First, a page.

State Comptroller Thomas P. DiNapoli released a report on Tuesday detailing incidents of violence and disruptive behavior in New York State schools during the 2017-18 school year.  The report reveals that out of a student population of nearly 2.7 million, there were more than 32,000 violent and disruptive incidents reported for that school year.  That includes assaults, bomb threats and sexual offenses.

In response to the findings, DiNapoli said, "Violence of any kind has no place in our schools and the public rightly demands that school officials take the necessary steps to protect all students and faculty from threats."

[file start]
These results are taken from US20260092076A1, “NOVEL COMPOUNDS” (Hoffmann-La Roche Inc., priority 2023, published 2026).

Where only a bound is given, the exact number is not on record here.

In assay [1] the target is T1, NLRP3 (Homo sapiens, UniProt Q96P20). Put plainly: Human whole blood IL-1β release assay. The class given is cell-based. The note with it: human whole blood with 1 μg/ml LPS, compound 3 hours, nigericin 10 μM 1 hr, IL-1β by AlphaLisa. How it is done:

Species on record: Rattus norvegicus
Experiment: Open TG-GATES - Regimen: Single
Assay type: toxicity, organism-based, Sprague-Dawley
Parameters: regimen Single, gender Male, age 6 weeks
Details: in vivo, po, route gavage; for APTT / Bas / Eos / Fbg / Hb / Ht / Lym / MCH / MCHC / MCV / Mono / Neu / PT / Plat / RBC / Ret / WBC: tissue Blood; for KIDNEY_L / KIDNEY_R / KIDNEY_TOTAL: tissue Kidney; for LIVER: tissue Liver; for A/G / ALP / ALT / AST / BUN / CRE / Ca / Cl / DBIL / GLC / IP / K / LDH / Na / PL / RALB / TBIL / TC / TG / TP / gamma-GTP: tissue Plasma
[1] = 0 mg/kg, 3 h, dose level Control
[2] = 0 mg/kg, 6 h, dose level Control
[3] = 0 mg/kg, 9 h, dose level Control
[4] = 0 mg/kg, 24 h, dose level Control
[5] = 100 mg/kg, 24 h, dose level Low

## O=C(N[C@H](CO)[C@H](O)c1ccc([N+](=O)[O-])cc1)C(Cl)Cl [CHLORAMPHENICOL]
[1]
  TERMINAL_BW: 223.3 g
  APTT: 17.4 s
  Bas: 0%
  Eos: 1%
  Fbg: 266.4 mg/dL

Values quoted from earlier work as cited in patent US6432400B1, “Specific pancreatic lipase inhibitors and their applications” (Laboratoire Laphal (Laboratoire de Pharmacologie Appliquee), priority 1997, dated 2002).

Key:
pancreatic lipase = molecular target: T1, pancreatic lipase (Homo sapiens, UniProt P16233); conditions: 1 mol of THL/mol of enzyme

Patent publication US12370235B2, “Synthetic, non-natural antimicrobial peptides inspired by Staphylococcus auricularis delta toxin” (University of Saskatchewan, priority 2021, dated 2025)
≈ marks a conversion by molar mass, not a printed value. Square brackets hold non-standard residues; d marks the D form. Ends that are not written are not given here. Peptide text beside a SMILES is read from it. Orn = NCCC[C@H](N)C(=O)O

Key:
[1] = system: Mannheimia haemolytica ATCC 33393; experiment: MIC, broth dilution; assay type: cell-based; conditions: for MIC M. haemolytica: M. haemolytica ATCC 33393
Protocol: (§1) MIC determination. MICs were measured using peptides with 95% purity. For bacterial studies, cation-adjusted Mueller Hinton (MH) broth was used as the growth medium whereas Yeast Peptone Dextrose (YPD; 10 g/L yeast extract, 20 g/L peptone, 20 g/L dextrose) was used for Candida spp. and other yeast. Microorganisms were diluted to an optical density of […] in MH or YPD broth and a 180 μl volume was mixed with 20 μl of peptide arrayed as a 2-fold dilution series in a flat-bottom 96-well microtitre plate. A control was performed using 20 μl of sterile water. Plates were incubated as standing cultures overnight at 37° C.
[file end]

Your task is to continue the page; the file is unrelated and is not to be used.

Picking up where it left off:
The Safe Schools Against Violence in Education (SAVE) Act was adopted into law in 2000, a year after the tragic shooting at Columbine High School in Colorado and is meant to help make schools safer by requiring all state public schools, including charter schools, to document "violent and disruptive incidents" taking place on school property. It also requires the board of every school district, every board of cooperative educational services and every county vocational education and extension board, as well as the chancellor of the New York City school district, to develop comprehensive school safety plans.